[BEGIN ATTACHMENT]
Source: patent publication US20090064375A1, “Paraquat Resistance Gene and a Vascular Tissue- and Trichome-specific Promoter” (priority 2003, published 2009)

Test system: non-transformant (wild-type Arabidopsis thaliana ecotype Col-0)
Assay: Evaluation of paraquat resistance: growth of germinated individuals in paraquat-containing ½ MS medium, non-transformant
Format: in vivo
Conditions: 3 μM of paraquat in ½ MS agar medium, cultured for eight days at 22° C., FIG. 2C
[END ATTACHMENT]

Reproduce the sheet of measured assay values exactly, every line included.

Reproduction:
Source: patent publication US20090064375A1, “Paraquat Resistance Gene and a Vascular Tissue- and Trichome-specific Promoter” (priority 2003, published 2009)

Test system: non-transformant (wild-type Arabidopsis thaliana ecotype Col-0)
Assay: Evaluation of paraquat resistance: growth of germinated individuals in paraquat-containing ½ MS medium, non-transformant
Format: in vivo
Conditions: 3 μM of paraquat in ½ MS agar medium, cultured for eight days at 22° C., FIG. 2C